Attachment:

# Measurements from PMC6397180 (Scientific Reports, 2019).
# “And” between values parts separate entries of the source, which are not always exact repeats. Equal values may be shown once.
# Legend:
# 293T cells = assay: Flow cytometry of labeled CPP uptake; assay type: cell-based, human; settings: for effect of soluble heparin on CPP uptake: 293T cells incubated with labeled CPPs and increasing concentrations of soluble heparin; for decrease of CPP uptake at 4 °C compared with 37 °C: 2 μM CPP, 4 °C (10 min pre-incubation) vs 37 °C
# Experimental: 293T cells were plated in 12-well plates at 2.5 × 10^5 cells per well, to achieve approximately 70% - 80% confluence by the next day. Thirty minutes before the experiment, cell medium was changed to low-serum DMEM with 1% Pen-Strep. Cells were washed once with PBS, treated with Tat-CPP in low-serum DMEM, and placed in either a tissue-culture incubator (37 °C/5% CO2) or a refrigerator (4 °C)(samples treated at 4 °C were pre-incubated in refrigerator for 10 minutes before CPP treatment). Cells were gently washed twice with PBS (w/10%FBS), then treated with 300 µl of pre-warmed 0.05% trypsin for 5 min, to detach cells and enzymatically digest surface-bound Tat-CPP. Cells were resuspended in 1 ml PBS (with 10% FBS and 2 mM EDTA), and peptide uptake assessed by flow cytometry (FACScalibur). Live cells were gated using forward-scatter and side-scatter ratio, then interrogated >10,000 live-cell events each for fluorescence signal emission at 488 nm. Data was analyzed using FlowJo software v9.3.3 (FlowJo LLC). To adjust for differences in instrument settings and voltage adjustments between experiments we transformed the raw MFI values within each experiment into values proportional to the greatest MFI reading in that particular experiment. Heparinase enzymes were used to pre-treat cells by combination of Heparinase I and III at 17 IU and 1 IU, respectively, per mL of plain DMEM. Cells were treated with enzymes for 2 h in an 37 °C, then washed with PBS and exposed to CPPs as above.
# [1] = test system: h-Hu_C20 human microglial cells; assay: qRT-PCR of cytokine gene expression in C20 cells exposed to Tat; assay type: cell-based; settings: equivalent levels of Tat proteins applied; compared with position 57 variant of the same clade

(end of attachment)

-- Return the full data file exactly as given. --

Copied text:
# Measurements from PMC6397180 (Scientific Reports, 2019).
# “And” between values parts separate entries of the source, which are not always exact repeats. Equal values may be shown once.
# Legend:
# 293T cells = assay: Flow cytometry of labeled CPP uptake; assay type: cell-based, human; settings: for effect of soluble heparin on CPP uptake: 293T cells incubated with labeled CPPs and increasing concentrations of soluble heparin; for decrease of CPP uptake at 4 °C compared with 37 °C: 2 μM CPP, 4 °C (10 min pre-incubation) vs 37 °C
# Experimental: 293T cells were plated in 12-well plates at 2.5 × 10^5 cells per well, to achieve approximately 70% - 80% confluence by the next day. Thirty minutes before the experiment, cell medium was changed to low-serum DMEM with 1% Pen-Strep. Cells were washed once with PBS, treated with Tat-CPP in low-serum DMEM, and placed in either a tissue-culture incubator (37 °C/5% CO2) or a refrigerator (4 °C)(samples treated at 4 °C were pre-incubated in refrigerator for 10 minutes before CPP treatment). Cells were gently washed twice with PBS (w/10%FBS), then treated with 300 µl of pre-warmed 0.05% trypsin for 5 min, to detach cells and enzymatically digest surface-bound Tat-CPP. Cells were resuspended in 1 ml PBS (with 10% FBS and 2 mM EDTA), and peptide uptake assessed by flow cytometry (FACScalibur). Live cells were gated using forward-scatter and side-scatter ratio, then interrogated >10,000 live-cell events each for fluorescence signal emission at 488 nm. Data was analyzed using FlowJo software v9.3.3 (FlowJo LLC). To adjust for differences in instrument settings and voltage adjustments between experiments we transformed the raw MFI values within each experiment into values proportional to the greatest MFI reading in that particular experiment. Heparinase enzymes were used to pre-treat cells by combination of Heparinase I and III at 17 IU and 1 IU, respectively, per mL of plain DMEM. Cells were treated with enzymes for 2 h in an 37 °C, then washed with PBS and exposed to CPPs as above.
# [1] = test system: h-Hu_C20 human microglial cells; assay: qRT-PCR of cytokine gene expression in C20 cells exposed to Tat; assay type: cell-based; settings: equivalent levels of Tat proteins applied; compared with position 57 variant of the same clade